Chinese leading way with 500pc surge in demand for immigrant investor visas
Ireland's Immigrant Investor Scheme saw a massive 500pc spike in applications last year, driven by a surge in demand from Chinese nationals.
A total of 329 individuals from 16 different countries applied in 2016 to secure Irish residency in exchange for investing in Irish assets. Of this figure, 313 were from China.
The total number of applications represents a 500pc increase on the 66 applications received in 2015, according to figures released by the Irish Naturalisation and Immigration Service, a unit within the Department of Justice.
Applications were received from 13 different nationalities, with 313 from China, and 16 from the following countries: USA, Aruba and Barbuda, Australia, Canada, Dominican Republic, India, Iran, Israel, Japan, St Kitts and Nevis, and Ukraine. Foreign investors are granted residency in exchange for investing in Irish bonds, stocks, property and enterprises, or for making a large philanthropic gift or endowment.
Applicants avail of a Government-backed scheme aimed at attracting non-EEA investors, which grants successful applicants and their family members Irish residency, even though the investors don't have to reside here to benefit - the only stipulation is that persons concerned must visit Ireland at least once every 12 months.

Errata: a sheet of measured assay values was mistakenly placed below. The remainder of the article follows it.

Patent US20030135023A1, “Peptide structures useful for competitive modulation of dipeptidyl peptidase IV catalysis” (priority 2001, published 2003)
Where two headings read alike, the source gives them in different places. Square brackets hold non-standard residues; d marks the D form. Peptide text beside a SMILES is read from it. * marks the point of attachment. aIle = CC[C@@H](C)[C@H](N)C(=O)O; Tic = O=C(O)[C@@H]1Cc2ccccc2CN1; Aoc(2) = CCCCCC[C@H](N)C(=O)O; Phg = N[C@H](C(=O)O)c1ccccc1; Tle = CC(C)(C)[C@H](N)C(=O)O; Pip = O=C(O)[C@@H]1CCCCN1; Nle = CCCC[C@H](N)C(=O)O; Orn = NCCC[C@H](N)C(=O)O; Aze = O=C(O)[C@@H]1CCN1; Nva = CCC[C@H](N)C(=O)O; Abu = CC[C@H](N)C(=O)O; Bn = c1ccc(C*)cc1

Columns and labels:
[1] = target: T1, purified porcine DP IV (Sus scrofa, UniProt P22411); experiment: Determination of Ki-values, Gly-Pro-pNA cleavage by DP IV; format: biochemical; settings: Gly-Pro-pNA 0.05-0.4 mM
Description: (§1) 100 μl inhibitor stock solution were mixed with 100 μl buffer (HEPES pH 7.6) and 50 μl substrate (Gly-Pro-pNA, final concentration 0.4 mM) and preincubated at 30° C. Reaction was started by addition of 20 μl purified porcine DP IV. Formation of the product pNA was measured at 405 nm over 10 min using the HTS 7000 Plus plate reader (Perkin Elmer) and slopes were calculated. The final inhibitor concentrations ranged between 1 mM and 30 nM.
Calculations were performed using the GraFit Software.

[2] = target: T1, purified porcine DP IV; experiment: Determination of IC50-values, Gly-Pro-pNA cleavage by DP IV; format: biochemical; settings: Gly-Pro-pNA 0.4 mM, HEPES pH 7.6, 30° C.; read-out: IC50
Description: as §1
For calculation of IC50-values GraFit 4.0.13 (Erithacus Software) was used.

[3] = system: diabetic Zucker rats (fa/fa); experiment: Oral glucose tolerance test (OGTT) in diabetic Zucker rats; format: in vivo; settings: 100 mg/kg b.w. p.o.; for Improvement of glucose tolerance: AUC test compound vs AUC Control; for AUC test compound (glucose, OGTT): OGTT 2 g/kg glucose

Since 2012, 130 applicants have been approved, with €65m invested into the Irish economy as a result - a figure that could triple if the majority of applicants are successful. Approved participants are granted residence in Ireland for two years, which can be renewed for a further three years.
After five years, they can apply for long-term residence. Residency status can offer non-EEA investors greater ease of travel in the EU and benefits in terms of tax avoidance and asset security.
In order to be considered investors have a choice of investment options: €1m in an Immigrant Investor Bond, at 0pc interest rate; €500,000 in an Irish enterprise for three years; €500,000 in an approved fund; a minimum investment of €2m in an Irish Real Estate Investment Trust; investment in a residential property of a minimum value of €450,000 and a straight investment of €500,000 into the immigrant investor bond - or a €500,000 philanthropic donation or endowment.
The Department of Justice denied the programme was a 'passports for sale' scheme. "The Immigrant Investor Programme offers no preferential access to Irish passports," a spokesperson said. "The programme has made this explicit from the beginning."
Sunday Indo Business